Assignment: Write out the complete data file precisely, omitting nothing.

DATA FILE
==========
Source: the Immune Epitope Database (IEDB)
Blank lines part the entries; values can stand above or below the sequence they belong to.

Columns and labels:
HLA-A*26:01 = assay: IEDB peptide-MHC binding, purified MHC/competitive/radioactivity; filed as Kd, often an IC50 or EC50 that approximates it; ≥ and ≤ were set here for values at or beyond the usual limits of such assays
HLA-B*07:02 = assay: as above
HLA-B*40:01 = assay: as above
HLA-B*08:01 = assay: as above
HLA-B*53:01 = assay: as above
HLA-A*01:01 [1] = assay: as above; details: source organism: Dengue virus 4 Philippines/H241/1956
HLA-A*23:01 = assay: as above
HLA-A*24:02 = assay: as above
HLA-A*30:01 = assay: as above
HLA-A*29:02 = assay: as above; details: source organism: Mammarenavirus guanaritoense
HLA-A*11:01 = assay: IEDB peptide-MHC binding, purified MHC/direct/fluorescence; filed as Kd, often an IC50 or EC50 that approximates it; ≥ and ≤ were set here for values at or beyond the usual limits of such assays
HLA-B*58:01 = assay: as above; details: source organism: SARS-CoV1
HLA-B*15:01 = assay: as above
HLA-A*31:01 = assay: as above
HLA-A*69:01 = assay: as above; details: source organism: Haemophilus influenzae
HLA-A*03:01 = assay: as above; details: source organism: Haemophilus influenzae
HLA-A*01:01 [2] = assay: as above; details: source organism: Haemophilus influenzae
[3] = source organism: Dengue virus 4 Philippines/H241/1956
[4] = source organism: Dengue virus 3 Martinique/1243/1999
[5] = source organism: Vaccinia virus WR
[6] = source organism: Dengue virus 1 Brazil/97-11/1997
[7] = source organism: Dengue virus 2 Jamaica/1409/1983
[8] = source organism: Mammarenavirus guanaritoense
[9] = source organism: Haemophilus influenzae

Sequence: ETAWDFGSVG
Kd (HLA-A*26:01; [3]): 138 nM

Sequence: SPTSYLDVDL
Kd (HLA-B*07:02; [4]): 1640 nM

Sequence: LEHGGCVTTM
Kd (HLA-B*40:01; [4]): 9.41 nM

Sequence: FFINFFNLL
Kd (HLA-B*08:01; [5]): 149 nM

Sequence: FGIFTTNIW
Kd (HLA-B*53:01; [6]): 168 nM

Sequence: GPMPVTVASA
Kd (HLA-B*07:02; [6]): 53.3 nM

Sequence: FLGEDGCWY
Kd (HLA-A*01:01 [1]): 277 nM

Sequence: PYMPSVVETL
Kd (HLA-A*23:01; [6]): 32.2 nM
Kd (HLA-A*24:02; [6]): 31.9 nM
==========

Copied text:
Source: the Immune Epitope Database (IEDB)
Blank lines part the entries; values can stand above or below the sequence they belong to.

Columns and labels:
HLA-A*26:01 = assay: IEDB peptide-MHC binding, purified MHC/competitive/radioactivity; filed as Kd, often an IC50 or EC50 that approximates it; ≥ and ≤ were set here for values at or beyond the usual limits of such assays
HLA-B*07:02 = assay: as above
HLA-B*40:01 = assay: as above
HLA-B*08:01 = assay: as above
HLA-B*53:01 = assay: as above
HLA-A*01:01 [1] = assay: as above; details: source organism: Dengue virus 4 Philippines/H241/1956
HLA-A*23:01 = assay: as above
HLA-A*24:02 = assay: as above
HLA-A*30:01 = assay: as above
HLA-A*29:02 = assay: as above; details: source organism: Mammarenavirus guanaritoense
HLA-A*11:01 = assay: IEDB peptide-MHC binding, purified MHC/direct/fluorescence; filed as Kd, often an IC50 or EC50 that approximates it; ≥ and ≤ were set here for values at or beyond the usual limits of such assays
HLA-B*58:01 = assay: as above; details: source organism: SARS-CoV1
HLA-B*15:01 = assay: as above
HLA-A*31:01 = assay: as above
HLA-A*69:01 = assay: as above; details: source organism: Haemophilus influenzae
HLA-A*03:01 = assay: as above; details: source organism: Haemophilus influenzae
HLA-A*01:01 [2] = assay: as above; details: source organism: Haemophilus influenzae
[3] = source organism: Dengue virus 4 Philippines/H241/1956
[4] = source organism: Dengue virus 3 Martinique/1243/1999
[5] = source organism: Vaccinia virus WR
[6] = source organism: Dengue virus 1 Brazil/97-11/1997
[7] = source organism: Dengue virus 2 Jamaica/1409/1983
[8] = source organism: Mammarenavirus guanaritoense
[9] = source organism: Haemophilus influenzae

Sequence: ETAWDFGSVG
Kd (HLA-A*26:01; [3]): 138 nM

Sequence: SPTSYLDVDL
Kd (HLA-B*07:02; [4]): 1640 nM

Sequence: LEHGGCVTTM
Kd (HLA-B*40:01; [4]): 9.41 nM

Sequence: FFINFFNLL
Kd (HLA-B*08:01; [5]): 149 nM

Sequence: FGIFTTNIW
Kd (HLA-B*53:01; [6]): 168 nM

Sequence: GPMPVTVASA
Kd (HLA-B*07:02; [6]): 53.3 nM

Sequence: FLGEDGCWY
Kd (HLA-A*01:01 [1]): 277 nM

Sequence: PYMPSVVETL
Kd (HLA-A*23:01; [6]): 32.2 nM
Kd (HLA-A*24:02; [6]): 31.9 nM